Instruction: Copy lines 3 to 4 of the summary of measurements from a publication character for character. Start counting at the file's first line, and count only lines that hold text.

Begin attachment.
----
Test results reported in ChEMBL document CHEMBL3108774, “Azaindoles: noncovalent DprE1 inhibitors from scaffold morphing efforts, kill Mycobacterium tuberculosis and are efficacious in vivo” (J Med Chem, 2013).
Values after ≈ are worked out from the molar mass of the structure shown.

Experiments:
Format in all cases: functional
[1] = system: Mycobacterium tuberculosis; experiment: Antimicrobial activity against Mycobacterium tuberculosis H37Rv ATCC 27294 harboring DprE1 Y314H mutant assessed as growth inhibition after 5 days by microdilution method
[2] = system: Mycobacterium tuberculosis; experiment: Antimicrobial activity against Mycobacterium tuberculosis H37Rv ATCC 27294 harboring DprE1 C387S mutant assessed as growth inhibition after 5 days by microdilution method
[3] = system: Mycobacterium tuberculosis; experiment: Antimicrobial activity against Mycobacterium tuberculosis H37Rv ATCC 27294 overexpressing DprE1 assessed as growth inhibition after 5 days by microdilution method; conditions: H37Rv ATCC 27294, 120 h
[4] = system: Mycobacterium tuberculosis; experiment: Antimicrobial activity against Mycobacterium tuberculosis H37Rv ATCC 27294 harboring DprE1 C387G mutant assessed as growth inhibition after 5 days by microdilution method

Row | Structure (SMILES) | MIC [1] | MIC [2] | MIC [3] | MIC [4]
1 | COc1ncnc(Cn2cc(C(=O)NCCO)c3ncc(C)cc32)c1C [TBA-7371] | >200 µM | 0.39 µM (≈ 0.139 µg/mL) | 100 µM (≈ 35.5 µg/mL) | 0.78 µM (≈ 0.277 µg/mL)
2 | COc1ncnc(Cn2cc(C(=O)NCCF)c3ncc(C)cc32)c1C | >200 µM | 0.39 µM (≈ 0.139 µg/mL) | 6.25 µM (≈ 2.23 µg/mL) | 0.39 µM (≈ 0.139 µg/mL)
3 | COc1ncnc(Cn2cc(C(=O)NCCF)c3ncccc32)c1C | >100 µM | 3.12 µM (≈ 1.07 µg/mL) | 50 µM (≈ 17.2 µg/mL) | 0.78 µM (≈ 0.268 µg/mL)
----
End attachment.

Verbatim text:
Experiments:
Format in all cases: functional